We hear regularly about friends having heart attacks. They spend time in hospital, and often they are sent to a major hospital for the modern version of heart surgery.
Heart surgery today does not usually mean “open heart” surgery, where your chest is cut open, your heart is repaired, and then you are sewn up—a whole lot of hurt.
Heart surgery today is likely an angioplasty. During this surgery, a wire is inserted into the femoral artery near a person’s groin or through the wrist. The wire is then pushed all the way along the artery and into the heart.
People I’ve talked to are shaken initially at the nature of the angioplasty method of getting in and fixing the heart. Perhaps something could go wrong, but when I had my angioplasty, it was quite uneventful. It was less painful than going to the dentist.
After my heart attack, I was sent to Kelowna General where I was subjected to an angiogram. I ended up with a picture of my heart with the blockages and partial blockages shown. One artery was listed as 99 per cent occluded, and so I was booked for an angioplasty in Vancouver General.
After six weeks, I was phoned and told to be in Vancouver the following Monday. I spent the first morning being interviewed by nurses and being shown videos of the angioplasty operation.
At noon, I donned a hospital gown before being wheeled in a moveable bed into the surgical area. I was # 6 in a line waiting for surgery. It was like flying and being stacked up at a busy major airport while waiting to land.
Finally, I was wheeled into a chilly room with lots of machines and tv monitors above me. I was helped onto a narrow table where I was prepped.
A nurse prepped me by locating the artery near my groin, slightly freezing the spot, and then inserting a catheter for entry to my body. This was the one part of the surgery that had some pain—like a wasp sting.
The doctor said I could watch the procedure on the tv just above me. He inserted the wire through the catheter and up into my heart. Dye was then injected into my heart so that it was possible to see the inside of the heart.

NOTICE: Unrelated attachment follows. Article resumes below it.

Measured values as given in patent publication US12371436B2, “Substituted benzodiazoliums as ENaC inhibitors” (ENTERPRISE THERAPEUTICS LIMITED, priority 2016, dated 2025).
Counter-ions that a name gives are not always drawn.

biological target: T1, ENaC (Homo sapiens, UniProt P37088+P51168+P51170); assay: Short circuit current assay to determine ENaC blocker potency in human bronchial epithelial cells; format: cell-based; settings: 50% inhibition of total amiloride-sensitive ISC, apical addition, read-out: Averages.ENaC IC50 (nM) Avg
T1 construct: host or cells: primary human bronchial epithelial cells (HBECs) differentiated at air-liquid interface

I was amazed as I watched the wire moving here and there in my heart. It was like viewing an underwater scene with sea plants waving back and forth.
I could not feel the wire in my heart. I only knew it was there because of the pictures and the doctor’s comments.
As the medical team worked, they joked about local events. Then, the chatter switched to hospital staffing issues. I wanted to tell them to concentrate on my heart, please.
At one point, I heard the doctor say he had to “cross over,” which I found out meant to push the wire through the 99 per cent blockage and open the artery. A minute later the nurse said she didn’t have the right size stent. I was quite grateful when she went to another room to find the correct size.
Eventually, the stent was inserted and sprung against the walls of the artery to create a “culvert” passageway. Then the wire was taken out, the catheter was removed, and a clamp was used to put pressure on the artery opening. That hurt a bit and stayed in place for 24 hours to be sure I wouldn’t bleed.
I was allowed to walk the next afternoon and sent home the following day. Feeling totally renewed, a week later I went back to teaching my college classes.